- Be targeted at all levels in the ecological model: individual, organisational, community and societal
- Include coordinated strategies and messages that are mutually reinforcing across different settings and different target groups;
- Reflect a universal approach (ie a population health approach). (WHE, 2016)
Action on the Determinants of Family violence or gendered drivers (unequal power relations/gender stereotyping /social norms and practices/community attitudes)
In order to promote improved social norms and attitudes to violence across society a combination of universal interventions (directed at the whole population) and targeted interventions (directed at specific at-risk populations) are required. A cross-sectoral approach to primary prevention includes multiple and reinforcing strategies. Opportunities should also be sought to incorporate primary prevention through existing initiatives, policies and programs. (VicHealth, 2006)
Frameworks for Primary Level Intervention
VicHealth: Preventing Violence Before it Occurs
The VicHealth report Preventing Violence Before it Occurs was undertaken in order to develop an evidence-based framework to support the prevention of violence against women. The key themes for action are:
- Promoting equal and respectful relationships between men and women;
- Promoting non-violent social norms and reducing the effects of prior exposure to violence (especially on children); and
- Improving access to resources and systems of support. (VicHealth, 2007)
The report also gives recommendations and implications for planning:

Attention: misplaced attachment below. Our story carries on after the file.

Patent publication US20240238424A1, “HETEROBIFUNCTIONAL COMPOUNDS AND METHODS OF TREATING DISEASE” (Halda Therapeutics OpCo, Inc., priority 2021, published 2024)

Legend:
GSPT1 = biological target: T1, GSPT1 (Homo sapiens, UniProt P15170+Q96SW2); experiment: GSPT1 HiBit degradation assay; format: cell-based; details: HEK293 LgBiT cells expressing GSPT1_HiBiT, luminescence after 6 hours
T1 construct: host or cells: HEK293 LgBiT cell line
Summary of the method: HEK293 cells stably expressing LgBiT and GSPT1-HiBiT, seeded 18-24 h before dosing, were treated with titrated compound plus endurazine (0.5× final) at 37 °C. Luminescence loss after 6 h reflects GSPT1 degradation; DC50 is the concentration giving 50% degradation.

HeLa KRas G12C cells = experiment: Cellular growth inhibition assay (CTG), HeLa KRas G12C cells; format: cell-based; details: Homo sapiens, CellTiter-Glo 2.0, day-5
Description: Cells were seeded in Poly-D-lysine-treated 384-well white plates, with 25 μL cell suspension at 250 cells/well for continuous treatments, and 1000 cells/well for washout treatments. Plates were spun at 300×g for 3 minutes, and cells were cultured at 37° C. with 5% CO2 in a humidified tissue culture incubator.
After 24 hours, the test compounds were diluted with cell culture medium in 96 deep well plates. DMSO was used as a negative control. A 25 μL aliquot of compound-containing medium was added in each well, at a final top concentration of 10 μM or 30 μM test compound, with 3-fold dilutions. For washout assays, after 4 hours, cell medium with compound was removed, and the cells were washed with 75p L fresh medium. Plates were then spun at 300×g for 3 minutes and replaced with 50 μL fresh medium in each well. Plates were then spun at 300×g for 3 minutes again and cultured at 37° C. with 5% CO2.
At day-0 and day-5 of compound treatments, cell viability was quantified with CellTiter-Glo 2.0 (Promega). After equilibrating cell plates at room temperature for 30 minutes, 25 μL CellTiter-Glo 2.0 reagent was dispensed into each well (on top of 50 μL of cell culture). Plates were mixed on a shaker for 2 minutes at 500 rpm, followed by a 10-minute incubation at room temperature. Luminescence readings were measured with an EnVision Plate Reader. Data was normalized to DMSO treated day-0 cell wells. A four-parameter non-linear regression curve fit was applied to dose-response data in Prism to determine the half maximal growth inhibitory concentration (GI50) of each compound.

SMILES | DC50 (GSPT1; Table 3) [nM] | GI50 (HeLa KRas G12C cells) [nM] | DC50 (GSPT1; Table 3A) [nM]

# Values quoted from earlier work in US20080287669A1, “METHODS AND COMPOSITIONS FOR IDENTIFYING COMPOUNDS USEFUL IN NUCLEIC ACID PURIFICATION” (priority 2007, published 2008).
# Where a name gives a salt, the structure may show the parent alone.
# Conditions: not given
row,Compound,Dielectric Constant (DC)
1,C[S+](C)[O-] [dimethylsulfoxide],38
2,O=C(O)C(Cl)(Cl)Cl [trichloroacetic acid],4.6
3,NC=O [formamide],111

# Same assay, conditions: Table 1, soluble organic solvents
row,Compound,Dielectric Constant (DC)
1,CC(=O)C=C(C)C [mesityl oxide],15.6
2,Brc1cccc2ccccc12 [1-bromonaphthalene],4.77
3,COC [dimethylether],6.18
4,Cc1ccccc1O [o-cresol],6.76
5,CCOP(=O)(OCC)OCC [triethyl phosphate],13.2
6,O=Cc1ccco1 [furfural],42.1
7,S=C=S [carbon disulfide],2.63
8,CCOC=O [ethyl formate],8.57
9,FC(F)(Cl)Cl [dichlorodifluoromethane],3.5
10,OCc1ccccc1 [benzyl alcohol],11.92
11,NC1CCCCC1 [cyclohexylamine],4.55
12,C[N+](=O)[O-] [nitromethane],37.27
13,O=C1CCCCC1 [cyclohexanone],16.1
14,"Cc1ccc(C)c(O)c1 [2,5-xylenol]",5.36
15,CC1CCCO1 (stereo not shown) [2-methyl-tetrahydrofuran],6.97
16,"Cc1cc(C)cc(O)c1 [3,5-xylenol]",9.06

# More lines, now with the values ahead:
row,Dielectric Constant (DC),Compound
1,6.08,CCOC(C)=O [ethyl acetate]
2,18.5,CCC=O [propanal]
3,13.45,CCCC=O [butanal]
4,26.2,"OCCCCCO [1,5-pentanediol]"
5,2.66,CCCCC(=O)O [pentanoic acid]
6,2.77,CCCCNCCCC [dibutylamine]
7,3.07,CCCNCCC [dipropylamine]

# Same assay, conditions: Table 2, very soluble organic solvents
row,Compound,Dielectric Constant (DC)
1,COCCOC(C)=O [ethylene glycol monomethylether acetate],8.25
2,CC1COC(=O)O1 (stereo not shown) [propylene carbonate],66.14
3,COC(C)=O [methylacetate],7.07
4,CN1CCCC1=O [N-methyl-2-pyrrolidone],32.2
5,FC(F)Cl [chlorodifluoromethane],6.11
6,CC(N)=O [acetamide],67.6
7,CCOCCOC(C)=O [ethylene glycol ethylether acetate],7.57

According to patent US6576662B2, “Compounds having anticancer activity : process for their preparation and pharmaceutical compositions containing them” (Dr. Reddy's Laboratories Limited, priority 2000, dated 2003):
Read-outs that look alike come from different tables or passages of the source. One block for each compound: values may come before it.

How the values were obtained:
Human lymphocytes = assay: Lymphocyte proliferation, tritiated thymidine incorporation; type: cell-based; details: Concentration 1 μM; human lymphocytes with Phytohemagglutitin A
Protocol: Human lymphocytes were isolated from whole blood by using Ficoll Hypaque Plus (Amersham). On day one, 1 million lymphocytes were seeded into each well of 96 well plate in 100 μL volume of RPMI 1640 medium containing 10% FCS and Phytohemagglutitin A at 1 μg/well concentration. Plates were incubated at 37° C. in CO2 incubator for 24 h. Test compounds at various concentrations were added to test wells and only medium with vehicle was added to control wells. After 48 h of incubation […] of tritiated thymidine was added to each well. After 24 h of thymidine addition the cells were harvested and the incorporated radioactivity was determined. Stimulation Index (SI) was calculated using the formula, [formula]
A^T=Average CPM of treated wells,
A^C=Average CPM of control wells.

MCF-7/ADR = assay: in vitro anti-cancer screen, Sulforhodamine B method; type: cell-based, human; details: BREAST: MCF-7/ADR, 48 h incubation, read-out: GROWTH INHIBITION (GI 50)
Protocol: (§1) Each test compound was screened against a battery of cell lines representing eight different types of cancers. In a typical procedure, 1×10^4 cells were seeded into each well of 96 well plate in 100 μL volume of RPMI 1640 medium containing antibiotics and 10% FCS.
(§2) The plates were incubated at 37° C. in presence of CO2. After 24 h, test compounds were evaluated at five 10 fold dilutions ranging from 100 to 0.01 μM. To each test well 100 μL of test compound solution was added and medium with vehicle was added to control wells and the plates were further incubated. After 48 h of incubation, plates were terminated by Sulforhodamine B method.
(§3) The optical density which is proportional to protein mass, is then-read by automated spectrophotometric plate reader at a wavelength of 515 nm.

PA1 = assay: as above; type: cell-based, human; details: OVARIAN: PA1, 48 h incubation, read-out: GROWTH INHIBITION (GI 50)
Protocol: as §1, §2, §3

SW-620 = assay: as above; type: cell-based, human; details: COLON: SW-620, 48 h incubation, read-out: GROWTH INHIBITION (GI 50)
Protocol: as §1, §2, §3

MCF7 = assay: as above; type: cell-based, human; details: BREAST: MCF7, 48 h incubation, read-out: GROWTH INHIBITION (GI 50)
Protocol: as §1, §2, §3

- Prevention strategies should be targeted at the whole population as well as more intensive, tailored strategies for specific at-risk populations;
- Prevention strategies should maintain focus on delivery to women but at the same time increase emphasis on strategies to reach men and boys;
- Especially vulnerable groups should be targeted and should be those groups should be represented in planning processes;
- Aboriginal and refugee communities should be supported to identify primary prevention strategies in their communities;
- Prevention strategies should reach men and women across the life-cycle but also specifically target children, young people and their families at particular points of relationship and family development;
- Existing initiatives, policies and programs as well as new should be used for primary prevention;
- Primary prevention plans should build on existing evidence, knowledge and strengths in the local environment;
- Processes for evaluation and monitoring should be identified.
Our Watch: Change the Story
Our Watch have now developed a national framework for primary prevention of violence against women: Change the Story. The Framework is a joint project between Our Watch, ANROWS and VicHealth. It is based on six elements: